Mary Celestia Parler (1904–1981)

Mary Celestia Parler was responsible for developing and implementing the most extensive folklore research project in Arkansas history. She was a professor of English and folklore at the University of Arkansas (UA) in Fayetteville (Washington County) and the wife of noted Ozark folklore collector Vance Randolph. Through her vast knowledge and appreciation of Arkansas culture, she enabled many future generations to glimpse the state’s cultural history, much of which remains only in the stories, songs, and images she collected with the help of her students and assistants.

Mary Parler was born on October 6, 1904, in Wedgefield, South Carolina, the daughter of a country doctor and farmer, Marvin Lamar Parler, and a local historian, writer, and teacher, Josie Platt Parler. Mary had one brother, Marvin Lamar Jr., and a sister, Francis Lott, who was actually a cousin adopted by the family at an early age. The family’s three farms grew mainly cotton.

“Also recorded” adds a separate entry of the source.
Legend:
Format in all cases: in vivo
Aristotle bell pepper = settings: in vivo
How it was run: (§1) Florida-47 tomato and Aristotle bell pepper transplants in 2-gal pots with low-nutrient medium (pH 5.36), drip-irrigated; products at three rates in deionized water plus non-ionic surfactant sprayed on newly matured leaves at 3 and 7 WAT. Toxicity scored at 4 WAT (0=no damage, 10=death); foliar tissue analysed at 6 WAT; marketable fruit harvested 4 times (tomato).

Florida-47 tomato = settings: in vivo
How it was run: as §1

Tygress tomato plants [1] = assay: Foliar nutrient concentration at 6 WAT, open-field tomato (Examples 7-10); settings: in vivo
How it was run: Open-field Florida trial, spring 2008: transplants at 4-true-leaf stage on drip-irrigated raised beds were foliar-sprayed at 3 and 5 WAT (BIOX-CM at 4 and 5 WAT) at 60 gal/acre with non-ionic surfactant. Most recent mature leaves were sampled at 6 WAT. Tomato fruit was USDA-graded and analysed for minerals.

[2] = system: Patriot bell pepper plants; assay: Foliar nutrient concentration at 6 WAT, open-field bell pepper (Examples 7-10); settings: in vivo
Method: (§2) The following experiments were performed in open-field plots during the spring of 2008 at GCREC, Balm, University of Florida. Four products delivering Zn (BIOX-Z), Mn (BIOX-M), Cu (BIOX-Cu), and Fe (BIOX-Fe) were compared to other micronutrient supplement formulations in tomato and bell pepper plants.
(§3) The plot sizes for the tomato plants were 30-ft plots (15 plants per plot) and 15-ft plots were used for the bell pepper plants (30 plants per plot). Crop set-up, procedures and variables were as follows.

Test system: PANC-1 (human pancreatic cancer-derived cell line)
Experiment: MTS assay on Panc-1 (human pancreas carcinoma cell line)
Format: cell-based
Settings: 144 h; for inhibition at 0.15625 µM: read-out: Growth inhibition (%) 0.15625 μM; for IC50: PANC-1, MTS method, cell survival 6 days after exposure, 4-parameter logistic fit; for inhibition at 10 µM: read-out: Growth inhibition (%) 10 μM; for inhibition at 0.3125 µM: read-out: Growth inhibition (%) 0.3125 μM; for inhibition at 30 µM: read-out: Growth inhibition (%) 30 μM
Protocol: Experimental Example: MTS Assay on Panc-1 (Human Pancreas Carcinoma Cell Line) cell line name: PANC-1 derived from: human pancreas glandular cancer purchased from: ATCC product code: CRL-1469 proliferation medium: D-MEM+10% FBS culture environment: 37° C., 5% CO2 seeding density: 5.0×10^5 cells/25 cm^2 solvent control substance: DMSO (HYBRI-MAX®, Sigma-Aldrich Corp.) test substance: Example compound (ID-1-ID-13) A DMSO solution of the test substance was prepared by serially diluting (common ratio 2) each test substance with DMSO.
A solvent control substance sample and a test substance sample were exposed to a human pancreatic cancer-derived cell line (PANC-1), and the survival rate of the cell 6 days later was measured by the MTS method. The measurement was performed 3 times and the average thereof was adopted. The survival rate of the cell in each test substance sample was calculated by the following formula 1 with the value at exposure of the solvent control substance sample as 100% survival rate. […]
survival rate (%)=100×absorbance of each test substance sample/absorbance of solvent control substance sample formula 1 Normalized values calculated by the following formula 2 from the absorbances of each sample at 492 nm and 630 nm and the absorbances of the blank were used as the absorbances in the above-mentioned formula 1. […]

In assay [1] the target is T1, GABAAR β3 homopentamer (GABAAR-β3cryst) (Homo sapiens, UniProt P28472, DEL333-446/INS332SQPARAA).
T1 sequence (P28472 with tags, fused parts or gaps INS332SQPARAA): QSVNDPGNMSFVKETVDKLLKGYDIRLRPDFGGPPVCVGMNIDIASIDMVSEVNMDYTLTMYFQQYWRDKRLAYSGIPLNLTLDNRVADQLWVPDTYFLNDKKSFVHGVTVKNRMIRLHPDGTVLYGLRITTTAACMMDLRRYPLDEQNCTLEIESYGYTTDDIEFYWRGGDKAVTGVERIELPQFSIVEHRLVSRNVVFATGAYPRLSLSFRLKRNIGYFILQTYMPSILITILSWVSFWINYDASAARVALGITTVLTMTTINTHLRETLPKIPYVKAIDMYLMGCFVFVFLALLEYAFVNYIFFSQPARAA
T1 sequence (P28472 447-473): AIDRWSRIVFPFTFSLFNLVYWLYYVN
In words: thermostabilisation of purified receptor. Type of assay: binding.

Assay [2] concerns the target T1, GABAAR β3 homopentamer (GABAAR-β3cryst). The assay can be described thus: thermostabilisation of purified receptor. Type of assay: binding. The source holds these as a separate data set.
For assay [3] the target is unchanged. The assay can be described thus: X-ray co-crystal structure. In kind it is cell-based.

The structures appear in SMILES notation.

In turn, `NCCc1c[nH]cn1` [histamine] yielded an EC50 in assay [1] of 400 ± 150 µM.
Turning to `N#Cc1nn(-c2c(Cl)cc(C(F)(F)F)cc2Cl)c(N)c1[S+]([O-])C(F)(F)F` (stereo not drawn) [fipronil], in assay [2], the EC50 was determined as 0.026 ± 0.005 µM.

Parler was schooled in Wedgefield until the tenth grade, when she took an early placement exam and was admitted to Winthrop College in Rock Hill, South Carolina. She graduated in 1924 with a BA in English literature and went on to the University of Wisconsin, where she began a lifelong study of Geoffrey Chaucer and earned an MA in English in 1925. She did more graduate work at the University of South Carolina, the University of North Carolina, and at Brown and Columbia universities.

Parler arrived at UA in 1948 while working on a dissertation for the University of Wisconsin on southern dialects, based on the works of William Gilmore Simms. She had a strong background in English literature and had begun dialect work as part of a graduate minor in comparative linguistics while at the University of Wisconsin. She began teaching folklore and Chaucer in the UA English department, where she became known to her students as “Miss Chaucer.” When asked how a Chaucer scholar came to be so interested in Arkansas folklore, Parler commented, “It is perhaps in exploring the intricacies of human behavior that Chaucer and Arkansas folklore are relatable,” and that “there’s a good deal of folklore in Chaucer.”